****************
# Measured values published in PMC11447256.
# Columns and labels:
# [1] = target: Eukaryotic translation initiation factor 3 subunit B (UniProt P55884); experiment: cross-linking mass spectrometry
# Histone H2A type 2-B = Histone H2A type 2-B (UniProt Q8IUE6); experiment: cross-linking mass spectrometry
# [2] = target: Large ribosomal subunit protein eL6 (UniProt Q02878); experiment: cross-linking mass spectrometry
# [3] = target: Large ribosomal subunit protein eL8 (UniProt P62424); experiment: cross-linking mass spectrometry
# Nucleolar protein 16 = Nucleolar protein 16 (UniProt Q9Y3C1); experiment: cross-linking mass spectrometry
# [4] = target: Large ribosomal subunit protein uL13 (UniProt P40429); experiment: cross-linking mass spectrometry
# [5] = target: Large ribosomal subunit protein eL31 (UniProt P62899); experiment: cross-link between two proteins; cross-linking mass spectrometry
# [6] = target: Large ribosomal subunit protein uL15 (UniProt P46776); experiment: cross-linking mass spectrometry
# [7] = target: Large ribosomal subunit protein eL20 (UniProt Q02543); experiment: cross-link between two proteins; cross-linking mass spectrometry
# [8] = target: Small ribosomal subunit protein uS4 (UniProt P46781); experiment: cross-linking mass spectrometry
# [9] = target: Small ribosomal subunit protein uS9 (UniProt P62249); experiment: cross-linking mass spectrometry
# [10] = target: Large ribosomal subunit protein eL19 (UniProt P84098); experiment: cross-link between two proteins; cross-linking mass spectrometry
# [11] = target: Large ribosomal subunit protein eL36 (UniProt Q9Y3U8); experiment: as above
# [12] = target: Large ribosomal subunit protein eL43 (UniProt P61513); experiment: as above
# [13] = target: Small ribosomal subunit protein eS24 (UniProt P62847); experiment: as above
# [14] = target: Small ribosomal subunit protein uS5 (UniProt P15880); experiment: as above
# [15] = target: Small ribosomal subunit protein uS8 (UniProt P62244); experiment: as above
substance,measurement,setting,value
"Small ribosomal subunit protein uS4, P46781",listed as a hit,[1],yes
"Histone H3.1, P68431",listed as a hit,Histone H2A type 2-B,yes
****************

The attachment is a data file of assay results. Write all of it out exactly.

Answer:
# Measured values published in PMC11447256.
# Columns and labels:
# [1] = target: Eukaryotic translation initiation factor 3 subunit B (UniProt P55884); experiment: cross-linking mass spectrometry
# Histone H2A type 2-B = Histone H2A type 2-B (UniProt Q8IUE6); experiment: cross-linking mass spectrometry
# [2] = target: Large ribosomal subunit protein eL6 (UniProt Q02878); experiment: cross-linking mass spectrometry
# [3] = target: Large ribosomal subunit protein eL8 (UniProt P62424); experiment: cross-linking mass spectrometry
# Nucleolar protein 16 = Nucleolar protein 16 (UniProt Q9Y3C1); experiment: cross-linking mass spectrometry
# [4] = target: Large ribosomal subunit protein uL13 (UniProt P40429); experiment: cross-linking mass spectrometry
# [5] = target: Large ribosomal subunit protein eL31 (UniProt P62899); experiment: cross-link between two proteins; cross-linking mass spectrometry
# [6] = target: Large ribosomal subunit protein uL15 (UniProt P46776); experiment: cross-linking mass spectrometry
# [7] = target: Large ribosomal subunit protein eL20 (UniProt Q02543); experiment: cross-link between two proteins; cross-linking mass spectrometry
# [8] = target: Small ribosomal subunit protein uS4 (UniProt P46781); experiment: cross-linking mass spectrometry
# [9] = target: Small ribosomal subunit protein uS9 (UniProt P62249); experiment: cross-linking mass spectrometry
# [10] = target: Large ribosomal subunit protein eL19 (UniProt P84098); experiment: cross-link between two proteins; cross-linking mass spectrometry
# [11] = target: Large ribosomal subunit protein eL36 (UniProt Q9Y3U8); experiment: as above
# [12] = target: Large ribosomal subunit protein eL43 (UniProt P61513); experiment: as above
# [13] = target: Small ribosomal subunit protein eS24 (UniProt P62847); experiment: as above
# [14] = target: Small ribosomal subunit protein uS5 (UniProt P15880); experiment: as above
# [15] = target: Small ribosomal subunit protein uS8 (UniProt P62244); experiment: as above
substance,measurement,setting,value
"Small ribosomal subunit protein uS4, P46781",listed as a hit,[1],yes
"Histone H3.1, P68431",listed as a hit,Histone H2A type 2-B,yes